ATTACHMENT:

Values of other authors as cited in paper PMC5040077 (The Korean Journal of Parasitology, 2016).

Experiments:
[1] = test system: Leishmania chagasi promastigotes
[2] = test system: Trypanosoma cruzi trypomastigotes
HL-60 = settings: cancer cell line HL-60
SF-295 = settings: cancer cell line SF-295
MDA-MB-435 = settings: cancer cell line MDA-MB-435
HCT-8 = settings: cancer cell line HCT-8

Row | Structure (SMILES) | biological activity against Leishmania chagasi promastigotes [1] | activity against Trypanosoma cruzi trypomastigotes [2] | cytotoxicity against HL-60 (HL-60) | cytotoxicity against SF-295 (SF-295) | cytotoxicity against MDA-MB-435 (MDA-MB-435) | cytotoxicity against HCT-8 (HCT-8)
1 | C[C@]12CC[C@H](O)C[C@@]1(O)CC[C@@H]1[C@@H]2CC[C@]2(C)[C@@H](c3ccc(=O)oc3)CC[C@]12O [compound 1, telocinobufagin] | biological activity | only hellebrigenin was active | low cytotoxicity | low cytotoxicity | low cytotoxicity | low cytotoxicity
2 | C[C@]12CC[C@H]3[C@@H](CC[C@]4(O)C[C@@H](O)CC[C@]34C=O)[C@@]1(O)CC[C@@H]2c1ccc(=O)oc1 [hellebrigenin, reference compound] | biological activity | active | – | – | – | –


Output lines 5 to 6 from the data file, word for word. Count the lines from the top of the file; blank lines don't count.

HL-60 = settings: cancer cell line HL-60
SF-295 = settings: cancer cell line SF-295